Chris Hoofnagle points to a very important article in the Nation by Jeff Chester discussing the privacy costs of many of the proposals for municipal wi-fi, including Google’s plan for San Francisco. The benefits of muni-wi-fi are great, but proposals for some of the nation’s largest cities come with hidden strings attached that compromise the user privacy:
Unless municipal leaders object, citizens and visitors will be subjected to intensive data-mining of their web searches, e-mail messages and other online activities are tracked, profiled and targeted. The inevitable consequences are an erosion of online privacy, potential new threats of surveillance by law enforcement agencies and private parties, and the growing commercialization of culture.Consider the application submitted to the City of San Francisco in February by search giant Google and its partner, the Internet service provider Earthlink. One of six Wi-Fi bids being considered by the City of San Francisco, the Google/Earthlink plan has attracted the most attention. Under this proposal, Google would provide a free but relatively low-speed Internet service available throughout the city (Earthlink would operate a higher-speed service on the same system charging users $20 a month). The costs of operating the “free” service would be offset by Google’s plans to use the network to promote its interactive advertising services.
Everyone who uses the Google network would first be directed to a portal page, where they would be offered an array of what Google terms “personalized consumer products.” Through those products and other technologies, Google plans, according to its proposal, to “target advertisements to specific geographical locations and to user interests.”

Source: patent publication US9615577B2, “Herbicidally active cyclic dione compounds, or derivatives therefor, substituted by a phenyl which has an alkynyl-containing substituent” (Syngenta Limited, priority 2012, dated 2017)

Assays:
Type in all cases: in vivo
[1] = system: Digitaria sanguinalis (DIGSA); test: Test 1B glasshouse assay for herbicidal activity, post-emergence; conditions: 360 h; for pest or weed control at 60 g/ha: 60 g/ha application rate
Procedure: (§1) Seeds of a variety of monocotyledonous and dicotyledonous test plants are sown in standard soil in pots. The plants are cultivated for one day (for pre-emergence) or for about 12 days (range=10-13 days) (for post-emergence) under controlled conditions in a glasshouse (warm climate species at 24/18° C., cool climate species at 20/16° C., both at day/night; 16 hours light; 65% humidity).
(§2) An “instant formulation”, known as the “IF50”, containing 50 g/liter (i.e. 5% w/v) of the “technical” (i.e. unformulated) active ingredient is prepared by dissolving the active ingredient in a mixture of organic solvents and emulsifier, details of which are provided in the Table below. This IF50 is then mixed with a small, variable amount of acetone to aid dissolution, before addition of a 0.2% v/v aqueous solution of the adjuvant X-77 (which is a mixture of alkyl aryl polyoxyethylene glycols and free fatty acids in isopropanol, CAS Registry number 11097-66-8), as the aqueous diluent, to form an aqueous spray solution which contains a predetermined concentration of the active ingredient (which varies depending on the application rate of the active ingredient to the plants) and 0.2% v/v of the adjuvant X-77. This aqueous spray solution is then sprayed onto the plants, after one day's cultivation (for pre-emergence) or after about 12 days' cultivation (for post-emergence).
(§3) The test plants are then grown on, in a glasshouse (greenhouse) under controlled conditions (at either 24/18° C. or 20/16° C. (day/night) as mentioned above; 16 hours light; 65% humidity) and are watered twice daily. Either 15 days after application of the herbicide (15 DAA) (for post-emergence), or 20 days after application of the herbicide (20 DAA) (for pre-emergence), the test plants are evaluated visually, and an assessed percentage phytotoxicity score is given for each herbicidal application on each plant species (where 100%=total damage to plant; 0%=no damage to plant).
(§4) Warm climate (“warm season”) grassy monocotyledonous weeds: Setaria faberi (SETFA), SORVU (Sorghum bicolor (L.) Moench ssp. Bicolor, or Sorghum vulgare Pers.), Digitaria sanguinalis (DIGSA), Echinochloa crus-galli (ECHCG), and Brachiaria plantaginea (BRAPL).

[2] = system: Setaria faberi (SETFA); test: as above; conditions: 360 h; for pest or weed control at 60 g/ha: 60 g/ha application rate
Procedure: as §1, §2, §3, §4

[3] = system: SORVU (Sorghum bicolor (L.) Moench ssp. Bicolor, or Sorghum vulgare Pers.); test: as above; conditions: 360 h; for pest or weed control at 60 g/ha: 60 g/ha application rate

What this means is that Google and Earthlink plan to use online files (known as cookies) and other data-collection techniques to profile users and deliver precise, personalized advertising as they surf the Internet. (Earthlink is working with the interactive ad company DoubleClick, which collects and analyzes enormous amounts of information online to engage in individual interactive ad targeting.)
It seems that many of these muni-wi-fi proposals will build an online surveillance infrastructure in order to support the emerging mobile marketing ecosystem, where wherever we roam, a ubiquitous online environment will follow us with ads and information dovetailed to our interests and our geographic location. More and more, what I call our “spheres of mobility” are coming under siege of widespread and increasingly everyday surveillance. (I will talk more about this soon as my dissertation proposal nears completion.)